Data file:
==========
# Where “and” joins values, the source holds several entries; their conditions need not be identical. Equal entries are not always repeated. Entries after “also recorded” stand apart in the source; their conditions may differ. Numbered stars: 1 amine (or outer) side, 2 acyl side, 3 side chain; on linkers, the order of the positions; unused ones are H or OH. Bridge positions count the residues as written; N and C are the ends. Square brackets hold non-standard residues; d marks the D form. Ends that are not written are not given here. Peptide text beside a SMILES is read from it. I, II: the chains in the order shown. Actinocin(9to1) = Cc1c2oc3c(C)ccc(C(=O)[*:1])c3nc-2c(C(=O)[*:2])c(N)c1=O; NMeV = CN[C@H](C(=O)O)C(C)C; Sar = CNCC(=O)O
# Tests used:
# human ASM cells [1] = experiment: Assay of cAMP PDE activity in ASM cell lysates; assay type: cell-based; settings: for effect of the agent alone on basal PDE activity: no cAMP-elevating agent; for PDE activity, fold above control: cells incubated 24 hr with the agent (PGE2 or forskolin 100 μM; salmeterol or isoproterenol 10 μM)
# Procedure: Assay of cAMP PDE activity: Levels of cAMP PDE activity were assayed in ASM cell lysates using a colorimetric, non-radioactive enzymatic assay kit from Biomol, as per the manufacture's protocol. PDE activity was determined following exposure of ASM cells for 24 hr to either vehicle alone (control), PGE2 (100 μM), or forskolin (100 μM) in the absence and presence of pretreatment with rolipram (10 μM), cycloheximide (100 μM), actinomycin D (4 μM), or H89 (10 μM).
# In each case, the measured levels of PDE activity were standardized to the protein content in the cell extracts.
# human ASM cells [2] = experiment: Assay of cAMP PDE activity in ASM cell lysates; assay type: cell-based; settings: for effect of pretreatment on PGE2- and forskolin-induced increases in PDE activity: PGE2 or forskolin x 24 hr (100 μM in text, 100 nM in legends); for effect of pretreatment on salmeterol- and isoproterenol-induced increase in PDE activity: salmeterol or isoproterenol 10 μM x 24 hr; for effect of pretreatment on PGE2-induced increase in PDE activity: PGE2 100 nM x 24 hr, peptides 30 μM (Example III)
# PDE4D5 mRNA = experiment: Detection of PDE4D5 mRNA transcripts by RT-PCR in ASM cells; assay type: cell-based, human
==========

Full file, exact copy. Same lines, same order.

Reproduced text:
# Where “and” joins values, the source holds several entries; their conditions need not be identical. Equal entries are not always repeated. Entries after “also recorded” stand apart in the source; their conditions may differ. Numbered stars: 1 amine (or outer) side, 2 acyl side, 3 side chain; on linkers, the order of the positions; unused ones are H or OH. Bridge positions count the residues as written; N and C are the ends. Square brackets hold non-standard residues; d marks the D form. Ends that are not written are not given here. Peptide text beside a SMILES is read from it. I, II: the chains in the order shown. Actinocin(9to1) = Cc1c2oc3c(C)ccc(C(=O)[*:1])c3nc-2c(C(=O)[*:2])c(N)c1=O; NMeV = CN[C@H](C(=O)O)C(C)C; Sar = CNCC(=O)O
# Tests used:
# human ASM cells [1] = experiment: Assay of cAMP PDE activity in ASM cell lysates; assay type: cell-based; settings: for effect of the agent alone on basal PDE activity: no cAMP-elevating agent; for PDE activity, fold above control: cells incubated 24 hr with the agent (PGE2 or forskolin 100 μM; salmeterol or isoproterenol 10 μM)
# Procedure: Assay of cAMP PDE activity: Levels of cAMP PDE activity were assayed in ASM cell lysates using a colorimetric, non-radioactive enzymatic assay kit from Biomol, as per the manufacture's protocol. PDE activity was determined following exposure of ASM cells for 24 hr to either vehicle alone (control), PGE2 (100 μM), or forskolin (100 μM) in the absence and presence of pretreatment with rolipram (10 μM), cycloheximide (100 μM), actinomycin D (4 μM), or H89 (10 μM).
# In each case, the measured levels of PDE activity were standardized to the protein content in the cell extracts.
# human ASM cells [2] = experiment: Assay of cAMP PDE activity in ASM cell lysates; assay type: cell-based; settings: for effect of pretreatment on PGE2- and forskolin-induced increases in PDE activity: PGE2 or forskolin x 24 hr (100 μM in text, 100 nM in legends); for effect of pretreatment on salmeterol- and isoproterenol-induced increase in PDE activity: salmeterol or isoproterenol 10 μM x 24 hr; for effect of pretreatment on PGE2-induced increase in PDE activity: PGE2 100 nM x 24 hr, peptides 30 μM (Example III)
# PDE4D5 mRNA = experiment: Detection of PDE4D5 mRNA transcripts by RT-PCR in ASM cells; assay type: cell-based, human